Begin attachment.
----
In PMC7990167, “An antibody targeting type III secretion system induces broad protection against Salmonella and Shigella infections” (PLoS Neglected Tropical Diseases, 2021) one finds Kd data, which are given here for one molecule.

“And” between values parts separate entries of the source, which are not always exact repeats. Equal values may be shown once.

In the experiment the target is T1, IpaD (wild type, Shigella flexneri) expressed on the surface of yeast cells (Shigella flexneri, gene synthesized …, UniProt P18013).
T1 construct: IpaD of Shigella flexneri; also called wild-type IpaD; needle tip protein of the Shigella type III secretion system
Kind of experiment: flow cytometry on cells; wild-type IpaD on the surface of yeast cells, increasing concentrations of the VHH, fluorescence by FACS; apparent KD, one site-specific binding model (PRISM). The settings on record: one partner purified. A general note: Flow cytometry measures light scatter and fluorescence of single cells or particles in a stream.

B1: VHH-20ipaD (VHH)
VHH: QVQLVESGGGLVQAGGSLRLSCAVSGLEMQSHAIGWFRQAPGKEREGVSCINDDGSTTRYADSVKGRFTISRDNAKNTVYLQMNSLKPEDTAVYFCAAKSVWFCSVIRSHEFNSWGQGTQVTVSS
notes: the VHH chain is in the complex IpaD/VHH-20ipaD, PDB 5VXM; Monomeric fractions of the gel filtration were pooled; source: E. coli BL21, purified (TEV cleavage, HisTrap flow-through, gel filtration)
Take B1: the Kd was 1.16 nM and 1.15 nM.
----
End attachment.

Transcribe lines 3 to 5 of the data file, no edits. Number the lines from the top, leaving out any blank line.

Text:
In the experiment the target is T1, IpaD (wild type, Shigella flexneri) expressed on the surface of yeast cells (Shigella flexneri, gene synthesized …, UniProt P18013).
T1 construct: IpaD of Shigella flexneri; also called wild-type IpaD; needle tip protein of the Shigella type III secretion system
Kind of experiment: flow cytometry on cells; wild-type IpaD on the surface of yeast cells, increasing concentrations of the VHH, fluorescence by FACS; apparent KD, one site-specific binding model (PRISM). The settings on record: one partner purified. A general note: Flow cytometry measures light scatter and fluorescence of single cells or particles in a stream.